Osama Bin Laden and Pakistan, Part 3
The fact that Late Benazir Bhutto’s party, Pakistan People’s Party, now runs the government in Pakistan and her Husband Mr. Asif Ali Zardari is the President of Pakistan, itself, rules out any possibility of Government of Pakistan’s involvement in hiding Osama Bin Laden. There is no doubt that there is lot of corruption in Pakistan and there are Al-Qaeda sympathizers at every level, but, still, the direct involvement of Pakistani government is impossible.
In the midst of all this, on May 2, 2011, U.S. seals attacked a house in Abbott Abad, Pakistan and killed Bin Laden. There are confirmed reports in Pakistani and other, not so stupid media, that ISI, Pakistani intelligence agency, provided the lead about Bin Laden’s residence in 2009. Pakistan government was fully aware of the attack on his house and provided full support in the raid. But, Pakistan, already in so much trouble with terrorism, wants to avoid the backlash, as much as possible, and is not interested in taking credit for this. After all, Pakistan’s political and geographical landscape is very different from United States and other western countries. It is hard to believe even for me that two foreign military helicopters crossed the borders, traveled all the way to Abbott Abad, executed a military mission and Pakistan border security and other forces never got a hold of it. This is particularly weird when Pakistani forces are on very high alert due to ongoing war with terrorists and continuous tension on borders with India. It may be obvious for many westerners who are ready to believe anything bad or incompetent about third world countries, but, not for objective thinkers like me and many others. As per reliable resources, there is an understanding between Pakistan and U.S. governments that all the official accounts regarding this raid will not mention the involvement of Pakistan in it. In an article published in FDL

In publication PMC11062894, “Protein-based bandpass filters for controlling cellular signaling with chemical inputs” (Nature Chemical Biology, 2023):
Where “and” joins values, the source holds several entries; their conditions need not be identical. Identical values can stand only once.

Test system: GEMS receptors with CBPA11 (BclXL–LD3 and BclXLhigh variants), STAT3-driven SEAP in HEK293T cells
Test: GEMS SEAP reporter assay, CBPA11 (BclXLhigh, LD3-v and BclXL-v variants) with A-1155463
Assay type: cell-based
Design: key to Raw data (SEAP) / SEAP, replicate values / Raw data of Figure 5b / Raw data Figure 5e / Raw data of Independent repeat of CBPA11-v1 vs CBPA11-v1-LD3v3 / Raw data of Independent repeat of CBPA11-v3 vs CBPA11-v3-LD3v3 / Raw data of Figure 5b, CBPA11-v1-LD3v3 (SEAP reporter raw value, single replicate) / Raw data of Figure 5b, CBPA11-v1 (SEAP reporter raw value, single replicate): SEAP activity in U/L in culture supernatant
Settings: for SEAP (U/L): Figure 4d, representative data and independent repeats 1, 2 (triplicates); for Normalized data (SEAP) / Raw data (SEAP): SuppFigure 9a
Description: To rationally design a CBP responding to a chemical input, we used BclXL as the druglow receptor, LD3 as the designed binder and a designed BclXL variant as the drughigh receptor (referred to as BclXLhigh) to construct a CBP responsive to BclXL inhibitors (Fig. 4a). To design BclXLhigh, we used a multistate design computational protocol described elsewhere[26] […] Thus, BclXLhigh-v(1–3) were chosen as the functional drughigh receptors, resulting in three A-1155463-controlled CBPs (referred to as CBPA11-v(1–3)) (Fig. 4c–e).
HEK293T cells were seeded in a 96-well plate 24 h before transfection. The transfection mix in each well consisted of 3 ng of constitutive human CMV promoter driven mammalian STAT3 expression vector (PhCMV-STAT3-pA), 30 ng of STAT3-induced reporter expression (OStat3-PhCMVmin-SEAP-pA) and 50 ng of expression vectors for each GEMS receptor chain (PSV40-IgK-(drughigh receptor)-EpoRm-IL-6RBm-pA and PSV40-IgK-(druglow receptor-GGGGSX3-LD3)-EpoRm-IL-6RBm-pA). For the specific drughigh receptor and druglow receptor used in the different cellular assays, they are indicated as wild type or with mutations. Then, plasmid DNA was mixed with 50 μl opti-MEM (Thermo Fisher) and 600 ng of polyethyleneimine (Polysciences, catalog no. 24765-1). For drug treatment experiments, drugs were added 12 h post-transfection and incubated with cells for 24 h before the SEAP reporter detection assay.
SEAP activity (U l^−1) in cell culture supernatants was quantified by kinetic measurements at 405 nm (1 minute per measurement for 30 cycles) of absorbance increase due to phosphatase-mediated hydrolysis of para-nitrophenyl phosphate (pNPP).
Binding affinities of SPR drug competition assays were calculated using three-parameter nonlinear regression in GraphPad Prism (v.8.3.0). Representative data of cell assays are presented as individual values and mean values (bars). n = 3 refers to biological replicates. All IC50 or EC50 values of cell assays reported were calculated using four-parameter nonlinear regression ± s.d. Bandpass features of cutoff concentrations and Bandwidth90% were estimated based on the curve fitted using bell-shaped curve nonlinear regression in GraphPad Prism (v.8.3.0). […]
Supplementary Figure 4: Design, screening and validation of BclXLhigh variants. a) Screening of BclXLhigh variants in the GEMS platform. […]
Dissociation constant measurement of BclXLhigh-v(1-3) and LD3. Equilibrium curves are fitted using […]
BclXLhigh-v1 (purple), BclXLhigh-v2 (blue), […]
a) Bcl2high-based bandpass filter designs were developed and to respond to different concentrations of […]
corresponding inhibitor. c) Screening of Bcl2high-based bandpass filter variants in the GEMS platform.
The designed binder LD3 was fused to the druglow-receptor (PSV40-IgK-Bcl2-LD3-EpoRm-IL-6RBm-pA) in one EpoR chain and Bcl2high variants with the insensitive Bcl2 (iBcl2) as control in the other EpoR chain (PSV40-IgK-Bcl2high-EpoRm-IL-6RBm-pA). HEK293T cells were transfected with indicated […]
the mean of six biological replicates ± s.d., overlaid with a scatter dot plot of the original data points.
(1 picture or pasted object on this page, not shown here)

written by distinguished writer David Dayen on May 4, 2011 6:50 am, he writes, “Look, I’m sure there is some truth to what Panetta is saying. It doesn’t take a genius to figure out that key leaders of the ISI and the Pakistani military walk on both sides of the street. But no matter how much US officials confirm that Pakistan didn’t know about the Navy SEAL raid, and no matter how much Pakistanis formally lodge complaints about the violations to their national sovereignty, you’re not going to get me to believe it.
Let’s look at the facts. Bin Laden is in a compound without any bodyguards, a place he had lived for six years in a somewhat posh suburb next to the Pakistan Military Academy. Two hours prior to the nighttime raid, electricity gets cut from Abbott Abad, only to get restored 15 minutes after the raid completed. Four US military helicopters fly in and out of the area undetected, even after a loud explosion destroying one of the vehicles. No security forces come to inquire about a 40-minute firefight, complete with gunshots and the aforementioned explosions.